"Letter to O.W. Kuusinen, Secretary, Executive Committee of the Communist International in Moscow from John Keracher, National Secretary, Proletarian Party of America in Chicago, May 26, 1923." Formal reply of the Proletarian Party of America to the Feb. 19, 1923, request of Otto Kuusinen on behalf the Communist International that the PPA liquidate its organization and join the ranks of the Workers Party of America. Keracher indicates that the Comintern is seriously misinformed about the situation in America -- that neither the Proletarian Party nor the Workers Party itself was in any way a mass political organization of the American proletariat. "Far from having achieved influence in and having gained control of any portion of the labor movement, the WP is following a course which, if unchecked, will add to the discredit of the revolutionists within the organized labor movement of America," Keracher remarks, adding that "If members of the Proletarian Party have "attacked" some leaders of the Trade Union Educational League, it has been because they disagreed with the tactics of these individuals. If the Proletarian Party has withdrawn its support from the Trade Union Educational League, it has done so after mature consideration." Keracher emphatically states that "While being desirous of cooperating at all times with the work of the Communist International in the struggle against world capitalism, the steps urged upon the Proletarian Party in the communication [i.e. liquidating itself and joining the CPA/WPA] are so out of harmony with the requirements of the revolutionary movement in America that the Proletarian Party can not bring itself to an acceptance of this unsound proposal." Keracher closes with a call for "COMMUNIST UNITY," which he characterizes as an amalgamation based upon "full knowledge of conditions here, and this knowledge can only be obtained by a thorough investigation and study of conditions as they exist in America, as well as the principles of the different revolutionary groups here" rather than through external fiat.
"Minutes of the National Convention of the Proletarian Party of America: Held in Chicago, Illinois — Sept. 2-4, 1923." These are minutes to the 3rd convention of the Proletarian Party of America, an organization by this date headquartered in Chicago. A total of 17 voting delegates from 12 locals were in attendance, joined by 5 non-voting fraternal delegates and 2 ex-officio officers of the party. The gathering re-elected John Keracher as National Secretary and elected a 15 member National Executive Committee. Minutes are terse and do not shed light on the group's organizational situation. The newly launched weekly newspaper The Labor Digest, while lauded by Keracher for expanding the party's influence among the working class seems to have been an enormous financial drain from the start, with barely 1/3 of the paper's targeted financial nest egg successfully raised and the organization's cash flow pushed into negatives by the paper's ongoing expense. The convention affirmed the NEC's rejection of unity proposals from the Workers Party and passed a resolution prohibiting party members from membership in or adherence to the discipline of the Trade Union Educational League. The Dennis Batt case was considered and it was resolved that any PPA member endorsing an electoral candidate not approved by the organization (as apparently had Batt) would be expelled. The group's independent existence was carried forward by a resolution which declared the PPA would "maintain its separate existence from other working class parties...except at such time that a crisis may arise in the working class movement which necessitates the combined unity of the working class. At such time it will be the duty of the Proletarian Party to cooperate with other working class parties."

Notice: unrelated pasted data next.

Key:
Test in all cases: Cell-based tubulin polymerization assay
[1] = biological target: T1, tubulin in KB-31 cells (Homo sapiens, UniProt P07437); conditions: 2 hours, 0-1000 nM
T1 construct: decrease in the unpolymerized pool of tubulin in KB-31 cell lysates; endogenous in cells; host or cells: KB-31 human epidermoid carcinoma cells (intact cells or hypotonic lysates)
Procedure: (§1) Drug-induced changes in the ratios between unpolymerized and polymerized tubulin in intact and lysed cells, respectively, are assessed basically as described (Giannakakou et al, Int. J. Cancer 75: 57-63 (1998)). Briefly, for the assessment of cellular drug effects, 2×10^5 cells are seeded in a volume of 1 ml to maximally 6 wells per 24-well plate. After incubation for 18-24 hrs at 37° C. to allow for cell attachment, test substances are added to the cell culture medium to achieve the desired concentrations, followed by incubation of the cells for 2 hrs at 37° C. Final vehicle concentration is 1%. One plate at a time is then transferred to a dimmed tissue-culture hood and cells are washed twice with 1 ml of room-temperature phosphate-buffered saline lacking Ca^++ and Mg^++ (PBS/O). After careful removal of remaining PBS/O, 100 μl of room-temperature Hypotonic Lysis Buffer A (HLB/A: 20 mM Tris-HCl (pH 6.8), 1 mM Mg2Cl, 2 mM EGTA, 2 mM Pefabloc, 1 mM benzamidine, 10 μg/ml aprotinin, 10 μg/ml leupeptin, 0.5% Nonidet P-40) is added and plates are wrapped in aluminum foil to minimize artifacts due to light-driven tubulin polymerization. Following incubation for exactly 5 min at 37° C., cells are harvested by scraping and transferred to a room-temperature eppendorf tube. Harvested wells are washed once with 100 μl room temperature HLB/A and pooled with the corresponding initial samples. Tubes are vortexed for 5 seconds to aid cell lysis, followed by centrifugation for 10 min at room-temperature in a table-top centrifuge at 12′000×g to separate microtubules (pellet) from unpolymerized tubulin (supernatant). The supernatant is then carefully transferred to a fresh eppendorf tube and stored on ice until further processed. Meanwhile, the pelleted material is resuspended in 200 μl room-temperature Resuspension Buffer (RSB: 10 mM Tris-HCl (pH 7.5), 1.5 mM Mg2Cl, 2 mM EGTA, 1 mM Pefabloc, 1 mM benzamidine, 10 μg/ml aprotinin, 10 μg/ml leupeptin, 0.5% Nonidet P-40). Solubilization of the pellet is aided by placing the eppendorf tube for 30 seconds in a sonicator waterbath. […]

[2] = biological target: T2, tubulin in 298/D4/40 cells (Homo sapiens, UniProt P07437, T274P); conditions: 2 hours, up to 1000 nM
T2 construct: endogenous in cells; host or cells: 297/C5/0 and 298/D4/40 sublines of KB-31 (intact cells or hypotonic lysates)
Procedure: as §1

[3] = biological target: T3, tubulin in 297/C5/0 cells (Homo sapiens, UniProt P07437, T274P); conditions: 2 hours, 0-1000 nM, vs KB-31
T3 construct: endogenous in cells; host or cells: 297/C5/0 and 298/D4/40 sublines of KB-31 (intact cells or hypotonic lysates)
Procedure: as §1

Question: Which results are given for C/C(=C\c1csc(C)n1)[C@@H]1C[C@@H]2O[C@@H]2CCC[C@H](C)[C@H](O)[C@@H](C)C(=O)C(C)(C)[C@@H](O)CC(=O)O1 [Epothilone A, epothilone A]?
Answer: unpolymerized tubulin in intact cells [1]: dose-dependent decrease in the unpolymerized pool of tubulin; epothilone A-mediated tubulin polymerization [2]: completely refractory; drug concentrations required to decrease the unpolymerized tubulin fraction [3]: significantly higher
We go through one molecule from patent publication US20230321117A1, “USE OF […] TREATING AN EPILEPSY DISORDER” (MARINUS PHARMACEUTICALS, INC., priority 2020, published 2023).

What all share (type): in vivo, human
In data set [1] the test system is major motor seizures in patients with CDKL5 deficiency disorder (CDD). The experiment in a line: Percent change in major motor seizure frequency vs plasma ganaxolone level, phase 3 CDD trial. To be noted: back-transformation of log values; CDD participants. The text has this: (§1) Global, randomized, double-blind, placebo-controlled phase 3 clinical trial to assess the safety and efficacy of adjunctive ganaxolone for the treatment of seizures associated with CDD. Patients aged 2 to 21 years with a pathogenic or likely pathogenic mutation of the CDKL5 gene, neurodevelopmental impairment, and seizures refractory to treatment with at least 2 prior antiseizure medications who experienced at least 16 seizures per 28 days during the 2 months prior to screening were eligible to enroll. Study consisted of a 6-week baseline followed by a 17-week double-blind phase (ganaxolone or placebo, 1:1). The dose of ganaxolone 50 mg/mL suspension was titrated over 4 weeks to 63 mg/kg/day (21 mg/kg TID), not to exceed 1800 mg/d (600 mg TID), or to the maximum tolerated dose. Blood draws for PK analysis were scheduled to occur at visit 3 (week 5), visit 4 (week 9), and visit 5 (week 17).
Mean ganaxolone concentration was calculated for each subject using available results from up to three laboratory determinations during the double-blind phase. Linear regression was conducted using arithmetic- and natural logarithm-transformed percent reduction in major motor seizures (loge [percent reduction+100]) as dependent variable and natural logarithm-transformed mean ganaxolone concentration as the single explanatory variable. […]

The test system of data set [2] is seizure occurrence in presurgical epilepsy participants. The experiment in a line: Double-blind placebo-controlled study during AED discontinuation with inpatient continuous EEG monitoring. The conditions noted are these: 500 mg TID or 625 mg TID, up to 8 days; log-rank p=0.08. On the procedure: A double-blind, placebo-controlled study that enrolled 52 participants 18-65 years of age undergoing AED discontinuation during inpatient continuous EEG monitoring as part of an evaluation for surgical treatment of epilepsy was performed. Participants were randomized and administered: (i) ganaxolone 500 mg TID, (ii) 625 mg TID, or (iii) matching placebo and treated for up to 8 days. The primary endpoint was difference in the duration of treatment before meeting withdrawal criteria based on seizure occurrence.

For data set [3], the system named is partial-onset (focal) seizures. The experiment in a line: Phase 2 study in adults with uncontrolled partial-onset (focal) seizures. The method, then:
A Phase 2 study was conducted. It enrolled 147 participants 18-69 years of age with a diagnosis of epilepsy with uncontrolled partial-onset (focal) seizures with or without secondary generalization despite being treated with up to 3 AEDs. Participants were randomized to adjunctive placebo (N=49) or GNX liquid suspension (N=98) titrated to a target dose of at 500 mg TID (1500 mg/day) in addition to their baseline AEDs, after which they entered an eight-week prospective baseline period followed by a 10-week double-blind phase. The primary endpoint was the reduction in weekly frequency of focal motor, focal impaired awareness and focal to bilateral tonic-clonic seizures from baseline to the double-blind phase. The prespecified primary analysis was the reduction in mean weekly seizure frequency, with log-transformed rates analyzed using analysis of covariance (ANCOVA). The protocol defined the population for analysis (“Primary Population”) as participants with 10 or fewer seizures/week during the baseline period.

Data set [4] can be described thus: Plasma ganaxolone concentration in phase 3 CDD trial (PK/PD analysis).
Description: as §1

"The Proletarian Party and Its Work," by John Keracher. [Jan. 1929] Keracher, the leading figure in the Proletarian Party, outlines the organization's history and political philosophy in the loosest of terms in this article which first appeared in the Jan.-Feb. 1929 issue of the Party's official organ, The Proletarian.